By Corina Pons
MERIDA, Venezuela Reuters) – A dozen doctors hold a hunger strike in the corridors of an Andean city hospital. In another provincial city, hundreds of protesting medics suspend appointments.
In the capital, staff from a pediatric hospital wave placards at the entrance to a hospital pleading for aid.
Not usually active in politics, many of the OPEC nation’s 40,000 doctors are becoming increasingly militant over drastic shortages of medicines, equipment and personnel amid a punishing economic crisis.
With eight out of 10 medicines now scarce, according to the main pharmacy group, protesting doctors are demanding that President Nicolas Maduro’s socialist government declare a national health crisis and allow foreign humanitarian aid.
“I started to see patients, both in the operating theater and in the emergency ward, dying for lack of medicines,” said David Macineiras, a 30-year-old orthopedic surgeon and one of 12 doctors who went on hunger strike at the main state hospital in the western highland city of Merida.
“They arrive in bad conditions and we can’t even get adrenaline to deal with a cardiac arrest,” he said, describing the case of a woman who died for lack of adrenaline. Macineiras himself was hospitalized for four days after his hunger strike.
The protests involve a small percentage of doctors, in part because medics – especially younger ones – depend on the state to complete their residencies and studies and so have good reason to avoid conflict.
Doctors who hold high-ranking positions in public health acknowledge there are problems, but insist that none are sufficiently severe as to put patient lives at risk.
Christian Pino, a surgeon at the Merida hospital who also joined the strike, insists the opposite is true.
He recently operated on an elderly woman who due to chronic hospital shortages had to bring her own supplies, including saline solution. It ran out before the operation finished.
“In post-op, we didn’t have any serum to hydrate her, so the patient died,” he said at the hospital where stretchers packed corridors and incubators stood abandoned with handwritten signs saying they were out of service.
In June, Pino read a list of doctors’ demands in Venezuela’s National Assembly before the opposition-led legislature declared a state of medical emergency and approved channels for foreign humanitarian aid.
“I prefer to raise my voice with my colleagues than be an accomplice to this,” Pino said.
But the government-leaning Supreme Court shot down the assembly’s proposal. Government officials deny Venezuela is facing a humanitarian crisis and say there is no need for humanitarian assistance.
Maduro is fiercely proud of health advances under the 1999-2013 rule of socialist leader Hugo Chavez, and he says adversaries are exaggerating the problems now.
“There is no humanitarian crisis, I say it with absolute responsibility,” Foreign Minister Delcy Rodriguez recently told an Organization of American States meeting on Venezuela.
Up-to-date data is hard to find, but what little is available points to a severe deterioration.
Health ministry statistics show that in 2015 for every 100 people discharged from state hospitals, 31 died – a rate six times higher than the previous year. Infant mortality was 2 percent of births last year, 100 times worse than 2014.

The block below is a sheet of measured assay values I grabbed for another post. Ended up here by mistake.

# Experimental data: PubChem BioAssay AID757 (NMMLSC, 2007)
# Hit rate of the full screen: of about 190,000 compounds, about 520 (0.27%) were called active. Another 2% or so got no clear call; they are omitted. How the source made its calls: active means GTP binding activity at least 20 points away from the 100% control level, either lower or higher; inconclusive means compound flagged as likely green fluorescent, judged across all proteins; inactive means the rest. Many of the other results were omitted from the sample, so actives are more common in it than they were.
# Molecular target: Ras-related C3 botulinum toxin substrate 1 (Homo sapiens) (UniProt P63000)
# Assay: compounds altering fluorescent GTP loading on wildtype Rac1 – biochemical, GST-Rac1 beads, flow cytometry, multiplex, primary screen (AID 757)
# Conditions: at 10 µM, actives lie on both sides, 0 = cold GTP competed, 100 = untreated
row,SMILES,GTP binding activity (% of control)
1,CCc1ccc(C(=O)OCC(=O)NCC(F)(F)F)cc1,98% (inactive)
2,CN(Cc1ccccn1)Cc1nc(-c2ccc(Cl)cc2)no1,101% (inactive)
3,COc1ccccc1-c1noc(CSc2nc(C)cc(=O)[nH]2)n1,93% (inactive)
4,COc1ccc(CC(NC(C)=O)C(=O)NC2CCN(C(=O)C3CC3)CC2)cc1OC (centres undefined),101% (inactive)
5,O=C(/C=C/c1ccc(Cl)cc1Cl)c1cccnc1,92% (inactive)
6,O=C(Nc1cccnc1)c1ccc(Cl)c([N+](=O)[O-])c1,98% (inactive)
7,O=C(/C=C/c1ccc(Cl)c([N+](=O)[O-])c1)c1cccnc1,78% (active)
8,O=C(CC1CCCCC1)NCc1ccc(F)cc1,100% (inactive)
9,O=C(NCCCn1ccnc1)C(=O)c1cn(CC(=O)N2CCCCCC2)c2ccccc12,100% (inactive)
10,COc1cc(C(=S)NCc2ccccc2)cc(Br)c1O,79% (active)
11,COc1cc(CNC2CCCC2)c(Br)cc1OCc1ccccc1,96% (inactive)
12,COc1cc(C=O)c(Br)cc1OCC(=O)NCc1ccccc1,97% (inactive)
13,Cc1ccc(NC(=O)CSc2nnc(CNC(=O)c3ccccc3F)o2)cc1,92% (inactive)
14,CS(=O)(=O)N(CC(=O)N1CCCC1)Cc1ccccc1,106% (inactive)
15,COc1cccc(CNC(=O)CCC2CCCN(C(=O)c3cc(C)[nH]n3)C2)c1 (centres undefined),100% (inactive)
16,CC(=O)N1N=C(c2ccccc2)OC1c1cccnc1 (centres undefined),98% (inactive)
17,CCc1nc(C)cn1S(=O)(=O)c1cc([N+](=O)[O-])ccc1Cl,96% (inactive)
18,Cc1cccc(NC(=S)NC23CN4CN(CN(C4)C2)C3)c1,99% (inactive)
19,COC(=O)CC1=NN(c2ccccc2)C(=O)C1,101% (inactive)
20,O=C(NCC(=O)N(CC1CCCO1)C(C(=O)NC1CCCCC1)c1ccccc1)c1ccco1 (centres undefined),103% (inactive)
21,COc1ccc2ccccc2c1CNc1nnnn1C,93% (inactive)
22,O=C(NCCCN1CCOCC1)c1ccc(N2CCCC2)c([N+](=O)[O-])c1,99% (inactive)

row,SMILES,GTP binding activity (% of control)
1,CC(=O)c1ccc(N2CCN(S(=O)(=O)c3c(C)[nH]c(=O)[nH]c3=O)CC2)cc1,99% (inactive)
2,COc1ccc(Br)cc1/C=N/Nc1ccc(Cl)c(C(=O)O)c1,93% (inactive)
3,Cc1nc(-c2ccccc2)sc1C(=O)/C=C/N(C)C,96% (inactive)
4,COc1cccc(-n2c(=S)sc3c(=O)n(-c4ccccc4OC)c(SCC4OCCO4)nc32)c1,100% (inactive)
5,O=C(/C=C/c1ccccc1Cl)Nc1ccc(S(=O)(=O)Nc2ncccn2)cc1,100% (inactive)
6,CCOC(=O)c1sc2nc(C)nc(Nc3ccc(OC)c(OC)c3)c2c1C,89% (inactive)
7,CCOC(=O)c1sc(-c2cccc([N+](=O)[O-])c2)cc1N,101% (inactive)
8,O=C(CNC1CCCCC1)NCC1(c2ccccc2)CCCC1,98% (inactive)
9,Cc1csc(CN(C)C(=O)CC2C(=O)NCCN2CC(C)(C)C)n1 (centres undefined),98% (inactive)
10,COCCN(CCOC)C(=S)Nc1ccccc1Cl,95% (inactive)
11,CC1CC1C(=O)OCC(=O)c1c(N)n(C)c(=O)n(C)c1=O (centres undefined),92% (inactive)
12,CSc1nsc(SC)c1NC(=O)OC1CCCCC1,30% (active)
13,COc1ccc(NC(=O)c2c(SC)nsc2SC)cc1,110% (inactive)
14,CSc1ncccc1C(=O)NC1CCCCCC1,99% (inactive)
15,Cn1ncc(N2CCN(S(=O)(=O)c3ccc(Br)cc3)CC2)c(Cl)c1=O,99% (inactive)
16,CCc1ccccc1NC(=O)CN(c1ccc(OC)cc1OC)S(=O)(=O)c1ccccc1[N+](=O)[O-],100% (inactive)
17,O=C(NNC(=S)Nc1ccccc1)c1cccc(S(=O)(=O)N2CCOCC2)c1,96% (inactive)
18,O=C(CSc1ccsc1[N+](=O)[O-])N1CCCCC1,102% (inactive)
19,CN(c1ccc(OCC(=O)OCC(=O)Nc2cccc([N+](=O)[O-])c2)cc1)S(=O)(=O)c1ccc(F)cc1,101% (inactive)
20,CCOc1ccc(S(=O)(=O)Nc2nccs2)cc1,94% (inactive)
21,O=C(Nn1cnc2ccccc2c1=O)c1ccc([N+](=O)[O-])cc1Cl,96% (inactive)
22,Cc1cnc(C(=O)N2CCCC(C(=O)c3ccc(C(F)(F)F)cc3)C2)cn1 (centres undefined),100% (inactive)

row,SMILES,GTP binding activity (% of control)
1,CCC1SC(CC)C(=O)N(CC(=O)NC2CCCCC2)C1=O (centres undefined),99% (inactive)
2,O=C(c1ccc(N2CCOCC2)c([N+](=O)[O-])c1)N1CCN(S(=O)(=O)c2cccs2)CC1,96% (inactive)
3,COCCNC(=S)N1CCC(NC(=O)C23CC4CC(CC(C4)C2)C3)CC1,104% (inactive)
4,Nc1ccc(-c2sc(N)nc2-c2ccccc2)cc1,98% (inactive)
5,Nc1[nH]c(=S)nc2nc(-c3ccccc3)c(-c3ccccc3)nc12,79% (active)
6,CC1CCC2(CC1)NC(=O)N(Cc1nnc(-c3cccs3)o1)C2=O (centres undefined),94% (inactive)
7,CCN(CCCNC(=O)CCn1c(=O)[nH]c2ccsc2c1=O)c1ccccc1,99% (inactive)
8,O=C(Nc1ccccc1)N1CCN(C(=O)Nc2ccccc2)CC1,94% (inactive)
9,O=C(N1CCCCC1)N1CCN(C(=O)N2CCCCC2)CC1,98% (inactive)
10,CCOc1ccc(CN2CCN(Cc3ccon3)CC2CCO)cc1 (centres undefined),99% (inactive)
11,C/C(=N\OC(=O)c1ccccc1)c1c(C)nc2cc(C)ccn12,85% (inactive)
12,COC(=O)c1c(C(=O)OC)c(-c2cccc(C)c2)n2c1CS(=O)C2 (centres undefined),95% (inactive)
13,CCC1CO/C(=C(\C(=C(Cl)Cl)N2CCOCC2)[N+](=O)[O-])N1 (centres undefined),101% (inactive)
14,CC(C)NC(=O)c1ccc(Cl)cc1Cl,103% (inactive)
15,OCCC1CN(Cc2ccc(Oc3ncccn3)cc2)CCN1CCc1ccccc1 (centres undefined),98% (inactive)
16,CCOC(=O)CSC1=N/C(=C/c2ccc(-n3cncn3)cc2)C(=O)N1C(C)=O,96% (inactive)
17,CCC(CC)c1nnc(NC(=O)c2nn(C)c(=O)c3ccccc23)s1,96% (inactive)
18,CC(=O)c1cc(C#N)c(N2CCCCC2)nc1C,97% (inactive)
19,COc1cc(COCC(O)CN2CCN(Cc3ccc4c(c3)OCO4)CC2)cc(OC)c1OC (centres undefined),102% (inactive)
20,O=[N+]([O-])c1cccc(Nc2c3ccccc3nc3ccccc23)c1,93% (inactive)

It is a huge challenge for the ruling Socialist Party which, under Chavez, ran enormously popular free health projects such as Cuban-staffed clinics in the slums but is now finding its welfare programs stretched.
According to the World Health Organization (WHO), Venezuela and Guyana were the only countries in South America to see maternal death rates worsen last year.
Health Minister Luisana Melo recently recognized health sector problems but said authorities are working to reduce the rates of infant mortality and death during childbirth.
She said shortages only affect around 15 percent of medicines and that Venezuelans tend to consume more medicine than they need to.
The government says a U.S.-backed “economic war” by political opponents and hostile business groups has caused the crisis, exacerbated by a plunge in the price of oil, which accounts for 95 percent of export revenues.
Huge lines snake around most pharmacies from before dawn, with some people staying all night to stake a place. Rowdy scenes are common, and soldiers guard the crowds.
In Merida, orthopedic surgeon Carlos Hidalgo said he joined the hunger strike after a patient arrived with an open fracture of the tibia and femur and there was no saline solution to clean the wound.
“They went to a kiosk and bought water to wash him with that,” he said. An infection set in and the patient’s leg was amputated.
“That’s why we protested, not because of our working conditions,” said Hidalgo, who makes 16,000 bolivars a month, equivalent to about $25 at the weaker of two official exchange rates and just $16 on the black market.
Some doctors are also worried about their legal liability. Medics in the city of Barquisimeto decided to ask patients’ relatives to sign a permission slip acknowledging the poor conditions they were working under.
At hospitals there, medics have held two strikes this year. Surgeries were halted on a recent day due to lack of gloves.
Idabelias Arias, the head of the emergency ward at a pediatric hospital in Barquisimeto, has had to use basic CPR (Cardiopulmonary resuscitation) to revive children for lack of adrenaline. “Doctors are doing war medicine here.”
(Writing by Andrew Cawthorne; Editing by Kieran Murray)